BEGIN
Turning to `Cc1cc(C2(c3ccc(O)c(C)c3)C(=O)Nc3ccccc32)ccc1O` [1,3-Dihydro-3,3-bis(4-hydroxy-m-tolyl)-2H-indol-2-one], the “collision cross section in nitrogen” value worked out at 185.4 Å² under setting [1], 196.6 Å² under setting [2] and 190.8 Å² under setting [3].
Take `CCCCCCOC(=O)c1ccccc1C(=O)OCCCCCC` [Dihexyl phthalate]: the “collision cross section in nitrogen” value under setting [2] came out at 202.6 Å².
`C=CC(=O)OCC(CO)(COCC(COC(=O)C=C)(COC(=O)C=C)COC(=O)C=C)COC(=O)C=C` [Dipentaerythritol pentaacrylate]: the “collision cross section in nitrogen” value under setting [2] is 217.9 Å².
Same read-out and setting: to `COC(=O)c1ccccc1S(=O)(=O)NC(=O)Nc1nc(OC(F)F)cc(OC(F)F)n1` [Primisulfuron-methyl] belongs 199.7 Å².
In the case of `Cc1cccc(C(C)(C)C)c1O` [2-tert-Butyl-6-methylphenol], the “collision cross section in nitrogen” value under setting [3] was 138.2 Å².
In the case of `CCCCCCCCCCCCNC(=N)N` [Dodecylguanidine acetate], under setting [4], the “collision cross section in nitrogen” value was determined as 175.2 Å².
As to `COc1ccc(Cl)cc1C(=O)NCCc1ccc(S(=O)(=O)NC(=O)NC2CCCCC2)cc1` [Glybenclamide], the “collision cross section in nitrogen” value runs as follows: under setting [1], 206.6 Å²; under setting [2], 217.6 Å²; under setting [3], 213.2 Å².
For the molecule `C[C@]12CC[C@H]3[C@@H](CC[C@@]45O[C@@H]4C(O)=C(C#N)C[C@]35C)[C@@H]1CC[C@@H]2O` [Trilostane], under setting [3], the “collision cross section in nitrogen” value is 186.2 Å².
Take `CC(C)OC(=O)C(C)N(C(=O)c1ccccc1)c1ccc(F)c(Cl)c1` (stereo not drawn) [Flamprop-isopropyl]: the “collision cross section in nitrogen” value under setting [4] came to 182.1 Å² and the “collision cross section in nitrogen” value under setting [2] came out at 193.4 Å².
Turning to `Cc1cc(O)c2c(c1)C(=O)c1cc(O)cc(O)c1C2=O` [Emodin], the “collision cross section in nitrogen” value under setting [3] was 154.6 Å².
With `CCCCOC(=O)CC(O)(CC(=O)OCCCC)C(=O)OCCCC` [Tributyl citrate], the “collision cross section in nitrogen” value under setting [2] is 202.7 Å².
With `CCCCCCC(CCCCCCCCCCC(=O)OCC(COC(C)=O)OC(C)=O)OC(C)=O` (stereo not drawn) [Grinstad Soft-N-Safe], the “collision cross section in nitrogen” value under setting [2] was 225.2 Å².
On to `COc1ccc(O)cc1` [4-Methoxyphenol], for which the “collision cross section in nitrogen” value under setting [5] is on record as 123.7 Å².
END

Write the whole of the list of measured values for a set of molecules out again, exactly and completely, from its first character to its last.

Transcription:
Turning to `Cc1cc(C2(c3ccc(O)c(C)c3)C(=O)Nc3ccccc32)ccc1O` [1,3-Dihydro-3,3-bis(4-hydroxy-m-tolyl)-2H-indol-2-one], the “collision cross section in nitrogen” value worked out at 185.4 Å² under setting [1], 196.6 Å² under setting [2] and 190.8 Å² under setting [3].
Take `CCCCCCOC(=O)c1ccccc1C(=O)OCCCCCC` [Dihexyl phthalate]: the “collision cross section in nitrogen” value under setting [2] came out at 202.6 Å².
`C=CC(=O)OCC(CO)(COCC(COC(=O)C=C)(COC(=O)C=C)COC(=O)C=C)COC(=O)C=C` [Dipentaerythritol pentaacrylate]: the “collision cross section in nitrogen” value under setting [2] is 217.9 Å².
Same read-out and setting: to `COC(=O)c1ccccc1S(=O)(=O)NC(=O)Nc1nc(OC(F)F)cc(OC(F)F)n1` [Primisulfuron-methyl] belongs 199.7 Å².
In the case of `Cc1cccc(C(C)(C)C)c1O` [2-tert-Butyl-6-methylphenol], the “collision cross section in nitrogen” value under setting [3] was 138.2 Å².
In the case of `CCCCCCCCCCCCNC(=N)N` [Dodecylguanidine acetate], under setting [4], the “collision cross section in nitrogen” value was determined as 175.2 Å².
As to `COc1ccc(Cl)cc1C(=O)NCCc1ccc(S(=O)(=O)NC(=O)NC2CCCCC2)cc1` [Glybenclamide], the “collision cross section in nitrogen” value runs as follows: under setting [1], 206.6 Å²; under setting [2], 217.6 Å²; under setting [3], 213.2 Å².
For the molecule `C[C@]12CC[C@H]3[C@@H](CC[C@@]45O[C@@H]4C(O)=C(C#N)C[C@]35C)[C@@H]1CC[C@@H]2O` [Trilostane], under setting [3], the “collision cross section in nitrogen” value is 186.2 Å².
Take `CC(C)OC(=O)C(C)N(C(=O)c1ccccc1)c1ccc(F)c(Cl)c1` (stereo not drawn) [Flamprop-isopropyl]: the “collision cross section in nitrogen” value under setting [4] came to 182.1 Å² and the “collision cross section in nitrogen” value under setting [2] came out at 193.4 Å².
Turning to `Cc1cc(O)c2c(c1)C(=O)c1cc(O)cc(O)c1C2=O` [Emodin], the “collision cross section in nitrogen” value under setting [3] was 154.6 Å².
With `CCCCOC(=O)CC(O)(CC(=O)OCCCC)C(=O)OCCCC` [Tributyl citrate], the “collision cross section in nitrogen” value under setting [2] is 202.7 Å².
With `CCCCCCC(CCCCCCCCCCC(=O)OCC(COC(C)=O)OC(C)=O)OC(C)=O` (stereo not drawn) [Grinstad Soft-N-Safe], the “collision cross section in nitrogen” value under setting [2] was 225.2 Å².
On to `COc1ccc(O)cc1` [4-Methoxyphenol], for which the “collision cross section in nitrogen” value under setting [5] is on record as 123.7 Å².